I'm an advocate of providing technology to faculty and providing the best possible training and support that my institution's resources can muster, but ultimately technology is a means, not an end. Technology has the potential to transform instruction, improve engagement, and expand access to learning. Technology constantly opens new avenues for research and enables new exploration and discovery. But faculty should be rewarded for excellent teaching and research. If my campus had a practice of providing some kind of weighting or quota for the use of technology that was used in a review process, I'd be concerned that this would become a check box, detached from the meaningful goals at the center of the faculty role. 

There's a lot to critique about the way that faculty are reviewed and rewarded, but I don't believe that adding "did you use technology" or "how much technology did you use" to the review process will provide the outcomes we want. Those of us who provide technology need to listen carefully to our faculty colleagues, work in partnership with them to incorporate the right technologies (and ditch the wrong ones) and keep the focus on the goal: student learning. That's the outcome that concerns me, not how much technology we use. So it doesn't concern me at all that 17% (and holding) of institutions refuse to "recognize and reward" the use of technology - except that 17% might be higher than I would like.

Thursday, August 6, 2015

Virtualizing the Right Part of the Conference


(Note: The posting originally appeared as a guest post at Virtually Connecting - thanks to Rebecca Hogue and Maha Bali for encouraging me to write it.)

I'm so pleased to see the interest and attention that the Virtually Connecting project is getting. Our traditional models of conference attendance are not only dated, they exclude many people - those who can't travel to attend in person because of health, location, family, and most often finances. We need to figure out how to offer new options, but how?

We already know how not to do it. About 10 years ago I got a chance to experience HP's "Halo" telepresence system. The promise of Halo, and Cisco Telepresence and other systems was that low-latency, high resolution video and audio, combined with careful design of lighting and furniture, could allow widely separated teams or individuals to meet remotely while creating the illusion that they were in the same room. The tech was impressive, but there were big problems with the model - the equipment and connections were prohibitively expensive for all but those with the deepest pockets, and you needed to schedule a time and a place for a formal conference. HP got out of the business a few years later, and while others including Cisco still push expensive teleconferencing systems, I haven't found them to be particularly effective for most uses in education.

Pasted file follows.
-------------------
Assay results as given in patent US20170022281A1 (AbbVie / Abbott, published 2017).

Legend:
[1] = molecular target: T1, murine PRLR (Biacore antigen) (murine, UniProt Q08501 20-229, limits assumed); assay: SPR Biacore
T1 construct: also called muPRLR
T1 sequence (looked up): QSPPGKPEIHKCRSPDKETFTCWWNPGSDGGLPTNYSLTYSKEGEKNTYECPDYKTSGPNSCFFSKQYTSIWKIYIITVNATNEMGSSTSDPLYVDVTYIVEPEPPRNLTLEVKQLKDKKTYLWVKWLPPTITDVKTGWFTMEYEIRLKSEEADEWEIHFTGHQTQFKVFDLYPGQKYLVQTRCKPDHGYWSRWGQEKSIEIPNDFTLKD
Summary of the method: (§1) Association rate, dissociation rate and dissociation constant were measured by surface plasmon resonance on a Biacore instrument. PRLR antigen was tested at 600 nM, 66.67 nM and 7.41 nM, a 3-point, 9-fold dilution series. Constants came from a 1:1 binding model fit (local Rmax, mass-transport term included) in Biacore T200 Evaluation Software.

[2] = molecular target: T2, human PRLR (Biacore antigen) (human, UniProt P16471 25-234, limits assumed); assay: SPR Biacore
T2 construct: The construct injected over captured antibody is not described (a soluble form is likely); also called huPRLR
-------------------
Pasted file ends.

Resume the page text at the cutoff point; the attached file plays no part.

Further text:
One insight into the limitations of expensive, fixed telepresence systems came to me about a week after I visited HP's Halo. I was speaking with a colleague who was describing corporate meetings in Japan. He told me about a culture where meetings were a tightly orchestrated and constrained form of communication, in which very little authentic feedback was given. Instead, the real meeting occurred later with alcohol and karaoke - an environment where the individuals were freed to discuss what they REALLY thought. It occurred to me that most models of remote meeting virtualize the least useful portion of the communication.

Now translate this to virtual conferences. What works well? Consider keynotes. Personally, I find that watching an 18 minute TED talk without distraction only happens when I really care about the topic, and it's a really excellent presentation. I've seen a few wonderful conference keynotes, but it stretches my attention to sit through the average 60 or 70 minute keynote when I'm in person. On line? Not likely to happen. Besides, so many keynoters give the same talk over and over and you can find a version of it on Vimeo or youTube anyway.